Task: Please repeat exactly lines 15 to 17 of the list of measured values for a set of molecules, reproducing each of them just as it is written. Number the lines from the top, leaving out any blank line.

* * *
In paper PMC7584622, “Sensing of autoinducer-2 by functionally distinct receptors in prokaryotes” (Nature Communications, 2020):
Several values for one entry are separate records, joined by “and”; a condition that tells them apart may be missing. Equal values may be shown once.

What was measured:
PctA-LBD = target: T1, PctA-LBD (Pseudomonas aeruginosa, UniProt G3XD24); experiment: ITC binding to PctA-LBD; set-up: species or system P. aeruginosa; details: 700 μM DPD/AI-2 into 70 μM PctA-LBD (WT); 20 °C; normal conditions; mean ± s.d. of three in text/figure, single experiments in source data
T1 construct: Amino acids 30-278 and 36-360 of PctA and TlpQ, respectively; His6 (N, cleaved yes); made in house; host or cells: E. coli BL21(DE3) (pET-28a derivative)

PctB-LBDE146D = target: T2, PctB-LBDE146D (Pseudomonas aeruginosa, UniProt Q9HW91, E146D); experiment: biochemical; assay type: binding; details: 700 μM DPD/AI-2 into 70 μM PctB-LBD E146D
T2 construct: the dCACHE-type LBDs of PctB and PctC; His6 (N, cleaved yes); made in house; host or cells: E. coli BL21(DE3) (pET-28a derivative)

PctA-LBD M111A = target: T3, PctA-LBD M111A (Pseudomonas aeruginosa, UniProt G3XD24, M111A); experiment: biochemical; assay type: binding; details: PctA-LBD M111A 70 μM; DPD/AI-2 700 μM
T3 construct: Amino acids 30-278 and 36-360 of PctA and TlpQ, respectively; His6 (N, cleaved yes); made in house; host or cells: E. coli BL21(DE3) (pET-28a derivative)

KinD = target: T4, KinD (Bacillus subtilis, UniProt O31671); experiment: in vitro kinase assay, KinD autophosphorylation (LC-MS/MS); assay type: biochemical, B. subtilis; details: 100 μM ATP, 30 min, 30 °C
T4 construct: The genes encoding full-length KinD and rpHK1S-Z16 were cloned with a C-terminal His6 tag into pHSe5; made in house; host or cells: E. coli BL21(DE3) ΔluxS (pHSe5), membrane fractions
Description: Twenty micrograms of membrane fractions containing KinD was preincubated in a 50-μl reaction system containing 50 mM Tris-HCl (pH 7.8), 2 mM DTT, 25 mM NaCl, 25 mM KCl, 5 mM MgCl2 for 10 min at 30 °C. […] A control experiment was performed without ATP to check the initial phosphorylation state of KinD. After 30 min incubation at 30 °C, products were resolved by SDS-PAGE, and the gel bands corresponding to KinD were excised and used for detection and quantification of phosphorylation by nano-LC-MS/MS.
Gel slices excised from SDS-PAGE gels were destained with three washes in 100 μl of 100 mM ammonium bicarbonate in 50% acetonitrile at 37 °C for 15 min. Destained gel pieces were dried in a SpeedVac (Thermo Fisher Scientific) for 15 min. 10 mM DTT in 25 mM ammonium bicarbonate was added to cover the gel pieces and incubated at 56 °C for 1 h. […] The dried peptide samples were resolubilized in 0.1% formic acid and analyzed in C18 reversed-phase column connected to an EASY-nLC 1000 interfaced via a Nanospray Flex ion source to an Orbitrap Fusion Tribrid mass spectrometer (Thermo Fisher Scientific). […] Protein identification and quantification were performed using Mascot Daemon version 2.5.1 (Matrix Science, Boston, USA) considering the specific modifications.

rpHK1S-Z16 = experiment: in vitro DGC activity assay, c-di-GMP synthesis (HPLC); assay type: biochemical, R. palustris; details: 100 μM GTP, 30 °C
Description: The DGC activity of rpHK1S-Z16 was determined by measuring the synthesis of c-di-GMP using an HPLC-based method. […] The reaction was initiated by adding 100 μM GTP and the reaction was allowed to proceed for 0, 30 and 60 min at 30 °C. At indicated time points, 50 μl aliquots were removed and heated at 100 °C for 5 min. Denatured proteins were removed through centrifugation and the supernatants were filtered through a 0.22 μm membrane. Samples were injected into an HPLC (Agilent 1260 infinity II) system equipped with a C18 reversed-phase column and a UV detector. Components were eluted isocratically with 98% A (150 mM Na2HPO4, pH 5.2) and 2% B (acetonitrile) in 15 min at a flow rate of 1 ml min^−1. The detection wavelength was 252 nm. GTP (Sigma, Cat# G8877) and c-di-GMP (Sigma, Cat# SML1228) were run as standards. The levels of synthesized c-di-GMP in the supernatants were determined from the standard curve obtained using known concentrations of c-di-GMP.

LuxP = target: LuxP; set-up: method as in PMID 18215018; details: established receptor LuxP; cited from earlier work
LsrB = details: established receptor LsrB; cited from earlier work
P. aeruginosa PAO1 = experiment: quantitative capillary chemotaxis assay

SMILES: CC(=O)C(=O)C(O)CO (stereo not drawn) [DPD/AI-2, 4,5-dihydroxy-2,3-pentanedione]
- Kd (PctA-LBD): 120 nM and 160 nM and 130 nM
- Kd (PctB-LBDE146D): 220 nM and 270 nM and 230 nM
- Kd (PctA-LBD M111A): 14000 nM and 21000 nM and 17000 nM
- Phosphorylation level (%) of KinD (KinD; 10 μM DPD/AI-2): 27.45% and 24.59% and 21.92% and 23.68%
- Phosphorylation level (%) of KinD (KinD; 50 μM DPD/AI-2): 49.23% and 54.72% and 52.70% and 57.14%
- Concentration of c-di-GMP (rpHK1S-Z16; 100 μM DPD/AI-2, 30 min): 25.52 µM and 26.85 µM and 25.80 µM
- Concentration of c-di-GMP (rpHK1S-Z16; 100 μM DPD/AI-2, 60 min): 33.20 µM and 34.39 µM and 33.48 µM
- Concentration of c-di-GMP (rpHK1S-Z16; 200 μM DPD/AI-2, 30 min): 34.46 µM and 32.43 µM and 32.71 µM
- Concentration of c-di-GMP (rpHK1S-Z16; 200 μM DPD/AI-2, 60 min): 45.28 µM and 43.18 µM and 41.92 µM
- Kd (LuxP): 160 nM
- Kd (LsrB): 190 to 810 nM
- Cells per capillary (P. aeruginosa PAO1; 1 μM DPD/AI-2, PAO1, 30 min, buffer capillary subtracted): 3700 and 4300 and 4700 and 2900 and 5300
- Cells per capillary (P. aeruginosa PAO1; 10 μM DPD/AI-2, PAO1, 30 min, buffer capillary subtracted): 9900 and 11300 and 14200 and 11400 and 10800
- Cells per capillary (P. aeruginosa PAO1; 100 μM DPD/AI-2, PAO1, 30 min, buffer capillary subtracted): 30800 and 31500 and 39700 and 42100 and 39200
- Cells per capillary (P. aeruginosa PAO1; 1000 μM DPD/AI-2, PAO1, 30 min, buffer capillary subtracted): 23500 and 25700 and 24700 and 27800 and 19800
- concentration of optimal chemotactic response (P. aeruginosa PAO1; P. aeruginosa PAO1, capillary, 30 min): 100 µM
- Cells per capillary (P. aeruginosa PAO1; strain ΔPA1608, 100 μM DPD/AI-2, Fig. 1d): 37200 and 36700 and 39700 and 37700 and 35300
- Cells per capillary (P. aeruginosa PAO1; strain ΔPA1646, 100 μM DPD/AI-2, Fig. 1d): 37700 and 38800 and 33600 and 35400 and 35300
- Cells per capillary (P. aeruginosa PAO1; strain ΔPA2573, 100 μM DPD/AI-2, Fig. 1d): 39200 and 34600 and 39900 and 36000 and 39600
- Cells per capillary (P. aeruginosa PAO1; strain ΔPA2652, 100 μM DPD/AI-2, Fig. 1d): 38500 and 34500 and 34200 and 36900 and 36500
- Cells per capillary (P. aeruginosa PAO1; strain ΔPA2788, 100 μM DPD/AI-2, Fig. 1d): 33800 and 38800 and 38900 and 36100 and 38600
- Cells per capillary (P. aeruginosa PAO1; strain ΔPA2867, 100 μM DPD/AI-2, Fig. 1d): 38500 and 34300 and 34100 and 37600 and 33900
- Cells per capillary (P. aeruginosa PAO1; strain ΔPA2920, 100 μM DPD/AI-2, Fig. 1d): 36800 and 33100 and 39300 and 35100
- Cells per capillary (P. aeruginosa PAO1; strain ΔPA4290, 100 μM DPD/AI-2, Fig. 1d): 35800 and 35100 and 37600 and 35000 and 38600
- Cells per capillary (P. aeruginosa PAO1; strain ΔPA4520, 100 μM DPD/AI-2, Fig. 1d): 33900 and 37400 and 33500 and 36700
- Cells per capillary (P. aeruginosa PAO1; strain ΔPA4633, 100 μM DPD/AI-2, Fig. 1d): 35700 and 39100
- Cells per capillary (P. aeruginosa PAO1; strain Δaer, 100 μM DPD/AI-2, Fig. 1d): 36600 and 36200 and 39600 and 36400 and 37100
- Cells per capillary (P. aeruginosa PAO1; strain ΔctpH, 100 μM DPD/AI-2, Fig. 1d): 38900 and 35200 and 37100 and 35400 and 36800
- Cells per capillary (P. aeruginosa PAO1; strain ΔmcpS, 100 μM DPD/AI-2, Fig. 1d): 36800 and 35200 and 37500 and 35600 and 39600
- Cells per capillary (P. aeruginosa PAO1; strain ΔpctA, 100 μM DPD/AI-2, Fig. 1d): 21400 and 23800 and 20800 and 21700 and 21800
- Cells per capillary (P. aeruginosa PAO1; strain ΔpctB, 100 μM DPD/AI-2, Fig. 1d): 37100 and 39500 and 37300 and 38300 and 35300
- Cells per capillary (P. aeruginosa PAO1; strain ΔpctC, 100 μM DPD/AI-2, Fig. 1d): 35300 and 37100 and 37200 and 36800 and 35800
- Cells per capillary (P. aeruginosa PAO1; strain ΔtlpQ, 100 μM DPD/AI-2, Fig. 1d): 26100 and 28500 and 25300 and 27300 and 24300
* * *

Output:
Description: The DGC activity of rpHK1S-Z16 was determined by measuring the synthesis of c-di-GMP using an HPLC-based method. […] The reaction was initiated by adding 100 μM GTP and the reaction was allowed to proceed for 0, 30 and 60 min at 30 °C. At indicated time points, 50 μl aliquots were removed and heated at 100 °C for 5 min. Denatured proteins were removed through centrifugation and the supernatants were filtered through a 0.22 μm membrane. Samples were injected into an HPLC (Agilent 1260 infinity II) system equipped with a C18 reversed-phase column and a UV detector. Components were eluted isocratically with 98% A (150 mM Na2HPO4, pH 5.2) and 2% B (acetonitrile) in 15 min at a flow rate of 1 ml min^−1. The detection wavelength was 252 nm. GTP (Sigma, Cat# G8877) and c-di-GMP (Sigma, Cat# SML1228) were run as standards. The levels of synthesized c-di-GMP in the supernatants were determined from the standard curve obtained using known concentrations of c-di-GMP.

LuxP = target: LuxP; set-up: method as in PMID 18215018; details: established receptor LuxP; cited from earlier work
LsrB = details: established receptor LsrB; cited from earlier work